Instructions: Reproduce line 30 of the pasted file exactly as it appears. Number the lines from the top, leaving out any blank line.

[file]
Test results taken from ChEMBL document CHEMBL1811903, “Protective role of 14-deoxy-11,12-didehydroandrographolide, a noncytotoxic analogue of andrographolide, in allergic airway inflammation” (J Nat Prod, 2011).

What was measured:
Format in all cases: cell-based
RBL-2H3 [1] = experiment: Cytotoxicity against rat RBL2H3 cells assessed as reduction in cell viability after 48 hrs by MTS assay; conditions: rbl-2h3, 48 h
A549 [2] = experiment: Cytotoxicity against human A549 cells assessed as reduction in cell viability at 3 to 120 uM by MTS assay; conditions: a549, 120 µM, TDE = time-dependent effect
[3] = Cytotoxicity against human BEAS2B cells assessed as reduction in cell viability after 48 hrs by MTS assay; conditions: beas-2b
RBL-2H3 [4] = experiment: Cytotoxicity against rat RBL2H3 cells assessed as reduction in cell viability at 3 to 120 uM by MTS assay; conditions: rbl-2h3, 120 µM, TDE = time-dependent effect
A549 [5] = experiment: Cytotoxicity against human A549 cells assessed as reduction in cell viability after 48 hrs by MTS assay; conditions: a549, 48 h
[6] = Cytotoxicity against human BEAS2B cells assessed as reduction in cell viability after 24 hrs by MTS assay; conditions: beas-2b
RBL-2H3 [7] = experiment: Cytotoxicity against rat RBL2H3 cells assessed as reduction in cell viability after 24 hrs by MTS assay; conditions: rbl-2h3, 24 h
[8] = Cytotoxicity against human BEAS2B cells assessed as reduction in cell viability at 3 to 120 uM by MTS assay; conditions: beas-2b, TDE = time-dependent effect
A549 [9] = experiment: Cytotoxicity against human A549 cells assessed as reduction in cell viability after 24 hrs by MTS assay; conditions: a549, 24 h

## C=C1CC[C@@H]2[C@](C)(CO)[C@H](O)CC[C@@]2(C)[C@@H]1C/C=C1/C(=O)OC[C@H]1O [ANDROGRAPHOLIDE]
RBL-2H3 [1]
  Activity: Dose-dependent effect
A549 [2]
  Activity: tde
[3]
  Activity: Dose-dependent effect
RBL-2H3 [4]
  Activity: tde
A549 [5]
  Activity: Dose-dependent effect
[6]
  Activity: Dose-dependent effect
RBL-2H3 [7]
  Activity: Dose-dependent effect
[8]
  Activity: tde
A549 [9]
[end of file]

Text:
A549 [9]